"The Ideological Insistence on Renewables and an Irrational Fear of Nuclear Power"
(p. A25) Berkeley, Calif. -- CALIFORNIA has a reputation as a leader in battling climate change, and so when Pacific Gas & Electric and environmental groups announced a plan last week to close the state's last nuclear plant, Diablo Canyon, and replace much of the electricity it generates with power from renewable resources, the deal was widely applauded.
It shouldn't have been. If the proposal is approved by the state's Public Utilities Commission, California's carbon dioxide emissions will either increase or decline far less than if Diablo Canyon's two reactors, which generated about 9 percent of the state's electricity last year, remained in operation. If this deal goes through, California will become a model of how not to deal with climate change.
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Nearly every time a nuclear plant has been closed, its energy production has been replaced almost entirely with fossil fuels, including in California. In 2012, when the San Onofre nuclear plant closed, natural gas became the main replacement power source, creating emissions of carbon dioxide equivalent to putting two million cars on the road.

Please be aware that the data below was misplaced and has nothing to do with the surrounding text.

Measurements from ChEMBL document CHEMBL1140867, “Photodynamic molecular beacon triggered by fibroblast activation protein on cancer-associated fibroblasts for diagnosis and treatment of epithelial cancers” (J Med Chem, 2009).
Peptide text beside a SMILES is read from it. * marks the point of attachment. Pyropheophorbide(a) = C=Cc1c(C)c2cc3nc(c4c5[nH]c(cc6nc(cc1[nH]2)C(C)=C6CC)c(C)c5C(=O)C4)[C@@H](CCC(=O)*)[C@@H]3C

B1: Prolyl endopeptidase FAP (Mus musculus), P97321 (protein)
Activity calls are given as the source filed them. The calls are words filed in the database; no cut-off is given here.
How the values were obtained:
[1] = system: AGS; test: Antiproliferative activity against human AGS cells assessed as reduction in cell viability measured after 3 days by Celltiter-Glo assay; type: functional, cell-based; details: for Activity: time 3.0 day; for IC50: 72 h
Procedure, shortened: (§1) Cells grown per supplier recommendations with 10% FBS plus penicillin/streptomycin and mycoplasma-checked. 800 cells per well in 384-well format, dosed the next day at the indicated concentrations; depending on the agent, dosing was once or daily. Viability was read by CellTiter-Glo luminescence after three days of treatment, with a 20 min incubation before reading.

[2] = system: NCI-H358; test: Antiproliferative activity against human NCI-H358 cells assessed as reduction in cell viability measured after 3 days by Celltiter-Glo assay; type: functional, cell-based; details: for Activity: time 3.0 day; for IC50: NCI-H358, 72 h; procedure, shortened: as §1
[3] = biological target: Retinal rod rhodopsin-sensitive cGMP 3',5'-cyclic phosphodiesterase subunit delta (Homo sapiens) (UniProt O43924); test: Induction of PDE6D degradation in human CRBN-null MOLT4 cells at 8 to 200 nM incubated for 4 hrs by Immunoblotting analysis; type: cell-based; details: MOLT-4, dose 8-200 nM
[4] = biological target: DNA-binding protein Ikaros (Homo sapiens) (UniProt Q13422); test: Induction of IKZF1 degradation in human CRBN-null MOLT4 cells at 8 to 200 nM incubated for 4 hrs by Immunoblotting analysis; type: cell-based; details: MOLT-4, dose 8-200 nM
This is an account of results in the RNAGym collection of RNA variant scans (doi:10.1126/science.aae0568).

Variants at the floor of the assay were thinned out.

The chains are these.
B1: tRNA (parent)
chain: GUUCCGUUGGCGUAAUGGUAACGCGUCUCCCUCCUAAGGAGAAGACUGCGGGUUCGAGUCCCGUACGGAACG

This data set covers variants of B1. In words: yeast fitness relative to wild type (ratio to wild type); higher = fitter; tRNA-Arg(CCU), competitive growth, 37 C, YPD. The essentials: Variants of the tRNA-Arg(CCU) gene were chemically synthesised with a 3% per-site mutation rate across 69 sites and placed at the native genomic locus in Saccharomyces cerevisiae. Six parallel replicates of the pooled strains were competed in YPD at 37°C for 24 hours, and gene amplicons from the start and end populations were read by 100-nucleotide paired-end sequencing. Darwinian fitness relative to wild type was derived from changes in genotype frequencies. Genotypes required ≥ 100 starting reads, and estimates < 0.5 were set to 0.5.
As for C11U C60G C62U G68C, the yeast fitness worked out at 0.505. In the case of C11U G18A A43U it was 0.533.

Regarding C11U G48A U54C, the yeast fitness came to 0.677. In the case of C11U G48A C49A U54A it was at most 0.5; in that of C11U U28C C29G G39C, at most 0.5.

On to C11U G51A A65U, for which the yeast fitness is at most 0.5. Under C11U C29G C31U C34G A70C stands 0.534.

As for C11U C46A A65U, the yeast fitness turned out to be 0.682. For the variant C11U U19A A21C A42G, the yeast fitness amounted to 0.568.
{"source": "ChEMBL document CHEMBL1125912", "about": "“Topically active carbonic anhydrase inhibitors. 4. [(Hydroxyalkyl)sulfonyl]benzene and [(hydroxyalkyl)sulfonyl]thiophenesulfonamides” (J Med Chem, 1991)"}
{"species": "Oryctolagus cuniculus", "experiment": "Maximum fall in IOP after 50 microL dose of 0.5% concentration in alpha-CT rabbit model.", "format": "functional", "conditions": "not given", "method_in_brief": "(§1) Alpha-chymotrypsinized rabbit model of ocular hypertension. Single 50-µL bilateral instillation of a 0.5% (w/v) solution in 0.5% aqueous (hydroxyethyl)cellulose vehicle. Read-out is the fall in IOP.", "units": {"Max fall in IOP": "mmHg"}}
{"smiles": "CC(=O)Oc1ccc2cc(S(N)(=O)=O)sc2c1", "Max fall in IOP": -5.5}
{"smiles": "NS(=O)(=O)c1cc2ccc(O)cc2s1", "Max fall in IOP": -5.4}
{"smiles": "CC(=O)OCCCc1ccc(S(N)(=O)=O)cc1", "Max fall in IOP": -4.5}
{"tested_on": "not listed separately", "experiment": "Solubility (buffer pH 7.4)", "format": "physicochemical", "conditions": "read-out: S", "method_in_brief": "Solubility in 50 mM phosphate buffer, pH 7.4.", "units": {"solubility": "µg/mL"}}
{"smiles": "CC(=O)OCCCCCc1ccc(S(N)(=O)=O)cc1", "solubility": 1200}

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Even if by some miracle California did manage to replace 100 percent of Diablo Canyon's output with renewables, why would a state ostensibly concerned with climate change turn away from its largest single source of clean energy? The answer, as is perhaps obvious, is the ideological insistence on renewables and an irrational fear of nuclear power.
The only countries that have successfully moved from fossil fuels to low-carbon power have done so with the help of nuclear energy. And the backlash against antinuclear policies is growing. Increasingly, scientists and conservationists in the United States are speaking out in defense of nuclear power.
If California indeed closes Diablo Canyon, emissions will either rise or fail to fall as quickly as they could, and the antinuclear agenda will be exposed as anathema to climate protection.
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